Basics, LCHF

Diabetes – when blood sugar regulation goes bananas.

I think most of you have heard about diabetes. It’s a disease where the body can’t handle sugar anymore, for various reasons. There are two main types of diabetes – type 1 and 2.

Type 1
is inherited and not dependent on lifestyle. It’s associated with an auto-immune reaction, where antibodies are directed against the cells responsible for producing insulin in the pancreas. They get destroyed and the body can no longer produce the hormone. To survive, insulin needs to be added through shots or infusions.

Type 2 depends on lifestyle factors and is therefore avoidable to a great extent. It starts of with something called insulin resistance – a condition where the normal signalling from the insulin receptors is jammed for various reasons.  Why this occurs is still not fully understood but research is pointing toward free fatty acids being a big part of the problem (1). There is also evidence showing that leptins and other hormones and substances from the fat stores in the body has a blocking effect on the insulin receptors.
When the receptors fail to react to the insulin, more insulin is secreted from the pancreas as a response to the rising blood sugar levels.  Eventually the insulin producing cells get fatigued and symptoms of high blood sugar start to occur:
* Frequent urination, due to high volumes
* Increased thirst and hunger
* Unwanted weight loss
* Fatigue
among others.

Not all people with insulin resistance develop diabetes, there is also a genetic variability of how much the pancreas can take.

The increased urination frequency is related to the osmotic pull of water with the sugar/glucose into the urine. Usually there are mechanisms to clear glucose from the urine, but when the levels rise it overflows the system.
Through this mechanism the body loses water, and water intake increases.
The body signals starvation, since the energy from the glucose can’t be used in the cells, fatigue ensues and hunger increases.

Usually insulin resistance has been present many years before symptoms of diabetes occur. This condition is asymptomatic in the medical sense, but when looking at it from a different angle there are some signals to be aware of.
Increasing weight/obesity, is a sign of high levels of insulin, since that’s the main anabolic hormone. Fat will be stored around the waist, because of these cells high metabolic activity and therefore easiness to recruit energy.  Sugar cravings, increased hunger and mood swings can be a sign of difficulties handling carbohydrates.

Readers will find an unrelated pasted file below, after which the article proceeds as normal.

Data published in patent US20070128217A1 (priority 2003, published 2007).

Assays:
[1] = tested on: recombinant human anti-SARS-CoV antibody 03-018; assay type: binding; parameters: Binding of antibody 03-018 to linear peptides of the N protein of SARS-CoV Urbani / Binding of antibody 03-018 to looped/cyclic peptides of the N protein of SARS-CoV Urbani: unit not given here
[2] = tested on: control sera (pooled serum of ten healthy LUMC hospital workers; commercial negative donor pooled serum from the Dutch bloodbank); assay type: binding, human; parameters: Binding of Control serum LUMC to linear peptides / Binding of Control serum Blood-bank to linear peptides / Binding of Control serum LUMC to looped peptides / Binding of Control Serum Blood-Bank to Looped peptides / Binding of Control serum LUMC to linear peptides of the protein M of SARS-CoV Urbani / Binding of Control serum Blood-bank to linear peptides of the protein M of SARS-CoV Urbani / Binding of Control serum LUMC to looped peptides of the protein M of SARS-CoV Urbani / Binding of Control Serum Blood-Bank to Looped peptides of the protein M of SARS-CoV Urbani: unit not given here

In traditional western medicine there are no really good ways to measure insulin resistance and when people are diagnosed with diabetes they have been on the downward slope for a long time, probably decades.

We know insulin is an anabolic and anti-catabolic hormone that closely regulates blood sugar levels but also controls fat metabolism. As long as insulin stays high, fat stores can never be utilized for energy and the body will keep storing sugar as fat and glycogen in the muscles. This is why people with decreased insulin sensitivity gains weight and the weight gain reduces the sensitivity even more.
The way out is lowering insulin, through lowering the carbohydrate. aka the sugar. When the insulin levels drops, fat stores are activated to get energy. And if the insulin levels stays low the body can switch over to run on fats. Insulin will still be needed to keep the metabolism in check, but not nearly in the same levels as when trying to clean the blood stream from glucose after a carbohydrate meal.

Cutting down on the carbs is the first and best thing anyone can do for their long-term health. Long before any symptoms occur.
It does not only lower the risk for diabetes but also for many other life style diseases. Many people also report an increased mental health and more stable emotional life. It’s clear that keeping your blood sugar levels low and through that your insulin levels low will be beneficial for you in many ways.

1) Mechanisms behind insulin resistance:


2 thoughts on “Diabetes – when blood sugar regulation goes bananas.”

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